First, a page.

Night view: Hundreds took the chance to play games at the Shooting Star midway.

It’s all fun at the fair

Ticket sales to the annual Salmon Arm Fair were down by about 800, but there were more than 326 new exhibitors

Numbers were down, but spirits are high.

Ticket sales to the annual Salmon Arm Fair were down by about 800, but there were more than 326 new exhibitors.

Star MacGregor, fair committee chair, said all the exhibitors, young or old, pay an exhibitor’s fee that gives them entry to the fair on all three days and those totals are kept separate from ticket revenue.

“I was very pleased we had new exhibitors and pleased that families with two, four or more kids were exhibiting,” she says. “It’s wonderful to see younger people entering with their families, starting the tradition.”

MacGregor was also thrilled with the numbers and dedication of the fair volunteers, which she says are countless, because each division has its own volunteers.

“We probably had 75 people just on the gates but we can’t give a clear number,” she said. “We’re asking them (conveners) to give us a report of how many volunteer hours they have put in.”

MacGregor heard many positive comments about the parade and Shooting Star Midway and said the worst incident at the fair was at the first aid stations where Band-Aids were handed out for blisters.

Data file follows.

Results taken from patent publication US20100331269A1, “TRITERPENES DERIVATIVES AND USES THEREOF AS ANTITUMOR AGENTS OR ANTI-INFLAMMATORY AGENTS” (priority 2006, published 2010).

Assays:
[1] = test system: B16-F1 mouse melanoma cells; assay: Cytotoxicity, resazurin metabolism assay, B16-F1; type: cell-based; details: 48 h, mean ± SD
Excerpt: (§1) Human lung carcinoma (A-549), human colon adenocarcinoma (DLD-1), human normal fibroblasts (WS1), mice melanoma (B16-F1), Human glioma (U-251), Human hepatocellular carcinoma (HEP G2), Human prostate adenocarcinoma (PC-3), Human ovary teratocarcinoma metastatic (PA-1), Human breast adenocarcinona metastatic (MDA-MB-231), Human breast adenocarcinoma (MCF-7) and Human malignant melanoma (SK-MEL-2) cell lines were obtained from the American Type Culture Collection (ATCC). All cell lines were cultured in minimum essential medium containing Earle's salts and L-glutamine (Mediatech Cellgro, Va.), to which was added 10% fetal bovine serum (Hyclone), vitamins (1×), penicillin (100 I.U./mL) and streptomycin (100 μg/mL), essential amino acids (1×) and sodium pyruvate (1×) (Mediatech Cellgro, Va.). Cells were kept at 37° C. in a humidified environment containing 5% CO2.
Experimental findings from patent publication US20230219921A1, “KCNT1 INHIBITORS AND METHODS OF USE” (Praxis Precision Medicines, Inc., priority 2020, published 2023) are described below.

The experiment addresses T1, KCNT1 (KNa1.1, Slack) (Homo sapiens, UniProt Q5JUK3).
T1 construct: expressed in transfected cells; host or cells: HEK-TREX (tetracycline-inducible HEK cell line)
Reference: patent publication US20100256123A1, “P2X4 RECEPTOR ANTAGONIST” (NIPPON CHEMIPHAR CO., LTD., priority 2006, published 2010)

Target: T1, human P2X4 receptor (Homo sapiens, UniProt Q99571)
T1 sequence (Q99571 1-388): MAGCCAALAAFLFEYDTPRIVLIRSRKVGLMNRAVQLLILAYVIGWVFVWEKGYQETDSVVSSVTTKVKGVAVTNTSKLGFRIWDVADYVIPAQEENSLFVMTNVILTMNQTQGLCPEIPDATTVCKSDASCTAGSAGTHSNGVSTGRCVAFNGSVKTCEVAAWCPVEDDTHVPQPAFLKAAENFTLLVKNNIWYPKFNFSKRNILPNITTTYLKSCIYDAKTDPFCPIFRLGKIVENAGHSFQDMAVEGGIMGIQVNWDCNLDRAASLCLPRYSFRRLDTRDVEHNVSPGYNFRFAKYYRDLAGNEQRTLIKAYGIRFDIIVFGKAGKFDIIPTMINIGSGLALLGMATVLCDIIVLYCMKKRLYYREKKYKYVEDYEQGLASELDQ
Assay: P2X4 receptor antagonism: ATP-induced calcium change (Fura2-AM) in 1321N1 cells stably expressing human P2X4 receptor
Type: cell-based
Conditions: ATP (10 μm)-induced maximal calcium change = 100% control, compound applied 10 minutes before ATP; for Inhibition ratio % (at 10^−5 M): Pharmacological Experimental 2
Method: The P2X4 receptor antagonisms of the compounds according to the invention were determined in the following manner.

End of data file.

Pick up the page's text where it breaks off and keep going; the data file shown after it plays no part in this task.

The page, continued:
MacGregor offered kudos to this year’s fair co-ordinator, Debbie Evans, who brought in some new family- friendly attractions such as a straw maze, gold panning and an opportunity for little folks to hold live chicks.

“We think we had a successful fair.”

“I’m one tired person with no voice,” croaked Evans, taking the phone from MacGregor. “I went around the grounds asking people what did they enjoy and what could we improve, and they couldn’t tell me anything (to improve).”

Evans says some of the commercial vendors had difficulty selling their products, but pointed out that many families have just laid out sizeable amounts of money getting their kids ready for school.

As well, she said unique items not available locally seemed to sell well and that overall, success depended on product and pricing.

“There was a challenge getting vendors in but by changing our entertainment, we had people coming (into the arena) at 10 p.m.,” she says.

“Lori and Gil Risling put together a solid program that kept people here.”

Evans acknowledges that the short shows put on by the Thundering Impact horse drill team were a result of miscommunication.

“They were supposed to perform between horse shows and they just came from the PNE where they did that,” said Evans, noting team members were not aware they could have more time in the ring. “They said if they ever come back they’ll do longer performances.”

Evans suspects Saturday numbers may have been down because of the heat and that many folks might have opted for the beach.

“The worst critic of the fair right now is the person you’re talking to,” she said of her attempts to assess what worked and what didn’t. “I put my heart and soul into this and I should know what went well. I am as open as a sponge.”


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